Getting new visa is not easy. There is another case where the person had a valid visa stamp from old employer but decided to go for visa stamping after changing the employer. He was issued 221g w/ a laundry list of documents. He is now cursing the day he decided to appear for stamping knowing that he could have returned on the old visa stamp (even his employer/attorney suggested to use the old stamp). So he is the one suffering now, just like the poster here.

The consulates have been using the visa stamping as pretext to show who has the hammer. There is no set processing time, multiple interpretations of the same rule etc. This is another example of a blatant use of power.

My problem w/ your original post (which caused me to write those 2 posts) was use of words like “It was a mistake on yr part” and “This was bound to happen.”. There is no law that one needs to get visa stamped when changing employer. So blaming it on the applicant who followed what the law is, is not a good idea. Rather, it is time the US consulate officers get trained on how to read the law. If you are in a position where you meet them face-to-face, then may be you can point them to the official document and ask them for clarification.

Dear Saurabh,
Though I agree with you , the fact remains that Consulate has the Hammer.
I think we need to make a clear distinction in the cases. First is - when applicant comes to India after changing job and returns to USA alone.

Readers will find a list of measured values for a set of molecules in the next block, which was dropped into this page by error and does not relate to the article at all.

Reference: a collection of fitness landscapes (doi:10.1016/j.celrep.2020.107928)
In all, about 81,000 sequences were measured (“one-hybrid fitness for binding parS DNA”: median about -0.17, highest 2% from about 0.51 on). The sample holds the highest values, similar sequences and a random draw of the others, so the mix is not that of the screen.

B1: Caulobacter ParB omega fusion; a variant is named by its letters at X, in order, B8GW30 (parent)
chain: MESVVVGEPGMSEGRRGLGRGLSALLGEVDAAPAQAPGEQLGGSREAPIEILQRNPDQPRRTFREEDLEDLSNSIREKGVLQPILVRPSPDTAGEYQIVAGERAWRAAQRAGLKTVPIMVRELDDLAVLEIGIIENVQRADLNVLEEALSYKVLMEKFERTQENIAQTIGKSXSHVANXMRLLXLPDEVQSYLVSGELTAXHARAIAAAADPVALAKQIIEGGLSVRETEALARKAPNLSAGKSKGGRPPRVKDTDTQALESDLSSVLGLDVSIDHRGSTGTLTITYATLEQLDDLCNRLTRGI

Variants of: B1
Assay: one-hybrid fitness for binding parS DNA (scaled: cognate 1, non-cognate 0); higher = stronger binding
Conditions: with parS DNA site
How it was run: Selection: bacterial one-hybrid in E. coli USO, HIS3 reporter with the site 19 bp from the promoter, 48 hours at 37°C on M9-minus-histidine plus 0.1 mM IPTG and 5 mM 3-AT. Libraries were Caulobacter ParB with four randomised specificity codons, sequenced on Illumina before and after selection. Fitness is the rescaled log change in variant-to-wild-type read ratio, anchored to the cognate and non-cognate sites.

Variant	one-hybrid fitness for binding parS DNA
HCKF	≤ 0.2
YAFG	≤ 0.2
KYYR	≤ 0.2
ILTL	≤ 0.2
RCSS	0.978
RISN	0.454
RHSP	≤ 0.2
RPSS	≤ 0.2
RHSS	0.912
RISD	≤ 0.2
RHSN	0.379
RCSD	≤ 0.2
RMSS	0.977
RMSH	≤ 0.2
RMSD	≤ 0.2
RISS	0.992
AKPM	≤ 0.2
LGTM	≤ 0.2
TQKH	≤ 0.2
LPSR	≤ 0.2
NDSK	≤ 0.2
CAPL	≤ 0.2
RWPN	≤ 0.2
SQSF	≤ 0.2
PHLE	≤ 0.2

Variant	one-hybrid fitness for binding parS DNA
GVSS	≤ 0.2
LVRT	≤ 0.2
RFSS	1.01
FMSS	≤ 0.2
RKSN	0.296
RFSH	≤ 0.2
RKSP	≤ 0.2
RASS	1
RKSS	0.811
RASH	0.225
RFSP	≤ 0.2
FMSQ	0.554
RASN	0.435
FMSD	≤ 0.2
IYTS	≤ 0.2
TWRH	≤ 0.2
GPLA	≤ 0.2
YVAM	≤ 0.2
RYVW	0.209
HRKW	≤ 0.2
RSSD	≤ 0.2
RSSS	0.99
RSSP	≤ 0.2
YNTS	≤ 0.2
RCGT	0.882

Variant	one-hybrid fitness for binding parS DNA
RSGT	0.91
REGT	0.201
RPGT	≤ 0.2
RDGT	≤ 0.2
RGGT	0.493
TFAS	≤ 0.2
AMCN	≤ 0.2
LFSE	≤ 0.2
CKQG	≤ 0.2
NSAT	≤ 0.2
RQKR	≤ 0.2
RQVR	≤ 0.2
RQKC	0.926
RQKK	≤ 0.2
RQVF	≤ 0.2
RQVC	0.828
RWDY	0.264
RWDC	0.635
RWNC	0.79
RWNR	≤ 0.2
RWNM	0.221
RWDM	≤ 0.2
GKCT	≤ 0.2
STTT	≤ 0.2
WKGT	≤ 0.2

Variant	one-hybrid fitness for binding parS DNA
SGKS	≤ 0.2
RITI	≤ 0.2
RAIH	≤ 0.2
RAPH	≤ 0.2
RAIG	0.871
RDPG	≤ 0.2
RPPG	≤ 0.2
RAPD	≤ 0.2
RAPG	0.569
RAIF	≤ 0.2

Second case is - which is Deepak Vishnoi’s case , He comes to India to get married after changing job in USA and wants to return to USA with or without wife - [She may join later.]
My submission is that in the first case Applicant returns to USA with Impunity [ but there is a slight risk of consulate causing hassels later when he next goes for stamping]
However in the second case when Applicant’s wife needs a visa stamping
I submit that Applicant must apply for fresh stamping either alongwith his wife or separately.
If he does not do this and returns without stamping , wife will get 221 G or in worst case - rejection under 214 b.
My comments -
1- this was bound to happen
2- It was a mistake on yr part not to have applied for fresh visa–
were in relation to the case under discussion.
I do not dispute American Attorney’s views and the law quoted by you.
But all of us - You and me and applicant want only one thing- Hassel free and prompt visa granting.
I am writing what I think is the best way of getting visa considering the fact that visa officer’s decision is final . There is no chance of arguing yr case or appeal. So let us do what visa officer says.
Now let us return to first case where there is no pressure of bringing wife on H4 and applicant can return without stamping. Yes there is a risk of 221 g in this case if he goes for stamping which he can avoid.But advantage is he will get longer duration visa and after the expiry of second I797 he needs stamping.
But in 8 cases out of 10 If things are in order H1 applicant will get visa.There are norms and parameters even for issuing 221 G -which is not issued randomly or as per whim [This is my own feeling & is NOT based on discussions with visa officer]
But coming back to Deepak Vishnoi’s case, it is worth asking him whether his wife has got 221-G or has been refused under 214-B
If it is 221 G wife can still write to Concerned Consular General enclosing a print out of what you quoted.
But if She has been refused under 214-b , she has no option

On my part I offer my assistance to him free of charge if he is ready to make a representation to Consular General.
Of course option of going to Attorney exists.
Lastly I assure you that if I get a chance again of meeting Visa Officer , I shall definitely take up this issue.
I have already taken a printout of relevant section quoted by you. and kept it with me.